“Detroit has historically been the center of the automotive universe, and now our city is leading the way into the next generation of the industry,” said Mayor Mike Duggan. “It makes perfect sense to shape the future of mobility right here in Detroit, and I’m proud to proclaim this week as Mobility Week.”

Many of the region’s assets will be on display, including Detroit’s growing startup ecosystem, technology development of the region, and the work Detroit’s Transportation and Mobility Office is engaging in the city and neighborhoods around transportation solutions.

“This proclamation calls attentions to the diverse players in mobility to celebrate our leadership in next-generation mobility,” said Glenn Stevens, executive director of MICHauto and vice president of Automotive and Mobility Initiatives for the Chamber. “We have come so far, and it is important to share and celebrate the new technology the industry offers with the public.”

Learn more about some of the Mobility Week Detroit events, including the 2018 MICHauto Summit below or visit www.mobilityweekdetroit.com.

MICHauto Summit: Explore Your Automobility Future

Oct. 10
The Beacon at One Woodward

MICHauto’s signature event engages automotive industry leaders with students and interns from regional universities, colleges and trade schools for a full day of programming. The Summit offers a unique opportunity to discuss the evolution of the automotive industry and its career pathways. Automotive and mobility industry professionals will share the career pathways with more than 160 students and interns. Conversations and topics will examine the future of the automotive, mobility and technology fields and how the industry is rapidly changing from decades past.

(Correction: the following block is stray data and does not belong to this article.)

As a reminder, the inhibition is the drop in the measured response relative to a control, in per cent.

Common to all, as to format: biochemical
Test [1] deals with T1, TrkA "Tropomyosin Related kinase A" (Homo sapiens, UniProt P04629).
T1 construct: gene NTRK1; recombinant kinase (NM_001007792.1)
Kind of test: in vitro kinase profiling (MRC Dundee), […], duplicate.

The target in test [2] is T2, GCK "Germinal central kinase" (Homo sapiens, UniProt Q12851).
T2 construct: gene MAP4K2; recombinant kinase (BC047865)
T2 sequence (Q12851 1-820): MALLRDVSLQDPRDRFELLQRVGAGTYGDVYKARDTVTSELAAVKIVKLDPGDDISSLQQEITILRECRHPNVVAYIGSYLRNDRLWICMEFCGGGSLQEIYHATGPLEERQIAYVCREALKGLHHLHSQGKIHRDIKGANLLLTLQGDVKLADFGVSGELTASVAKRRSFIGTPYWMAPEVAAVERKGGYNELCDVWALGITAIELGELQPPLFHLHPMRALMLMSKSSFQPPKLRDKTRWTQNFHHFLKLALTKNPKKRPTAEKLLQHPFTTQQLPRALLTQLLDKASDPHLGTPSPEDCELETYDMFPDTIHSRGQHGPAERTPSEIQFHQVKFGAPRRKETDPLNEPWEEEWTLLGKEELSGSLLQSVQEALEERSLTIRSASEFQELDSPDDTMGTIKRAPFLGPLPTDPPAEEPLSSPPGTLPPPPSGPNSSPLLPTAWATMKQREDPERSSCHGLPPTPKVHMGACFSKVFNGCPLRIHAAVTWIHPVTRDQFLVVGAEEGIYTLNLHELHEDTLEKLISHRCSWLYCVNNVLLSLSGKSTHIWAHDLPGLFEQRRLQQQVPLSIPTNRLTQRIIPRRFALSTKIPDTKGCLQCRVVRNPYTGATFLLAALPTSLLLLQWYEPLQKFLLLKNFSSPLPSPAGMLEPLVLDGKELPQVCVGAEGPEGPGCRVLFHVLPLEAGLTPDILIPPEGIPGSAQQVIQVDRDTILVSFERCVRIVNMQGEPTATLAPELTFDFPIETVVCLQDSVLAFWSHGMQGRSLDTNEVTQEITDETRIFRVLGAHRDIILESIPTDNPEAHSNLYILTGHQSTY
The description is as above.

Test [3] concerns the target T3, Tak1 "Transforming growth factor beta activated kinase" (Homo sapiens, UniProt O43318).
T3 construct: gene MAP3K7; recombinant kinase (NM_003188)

Henry Ford Health System all for you logo

The Eye, The Brain & The Auto
Oct. 7-9
MotorCity Casino

 

The 8th World Research Congress on Vision and Driving is focusing on the autonomous vehicle technology and its impact on health care. The three-day world congress will look at the way mobility technology is disrupting the way IT, big-data management and health care does business. Sessions will touch on how vision and cognition will play a key role in connected and autonomous vehicles, their development and how users interact with them. It also will highlight how the medical field can contribute and benefit from the development of driverless cars, trusts and other forms of transportation.

 

TechStars Demo Day 
Oct. 9
Detroit Film Theater

 

 

The 2018 Class of startups enrolled in the Techstars Mobility Accelerator will be center stage as they graduate from this unique mentoring program. More than a thousand investors, community members, students and representatives from the automotive and transportation industries will be in the audience to hear about new technology, autonomous advances and mobility answers from the Techstars participants. The event is the largest single-day startup and innovation event nationwide, organizers say, giving these up-and-coming entrepreneurs a venue to share their ideas and network with industry executives in real and substantial ways. Techstars with its worldwide network that focusing on helping entrepreneurs succeed offers its mobility program solely in Detroit. Its current class of 11 companies is the most diverse to date, has businesses that span a wide array of mobility solutions and comes from countries across the globe, including Hong Kong and London.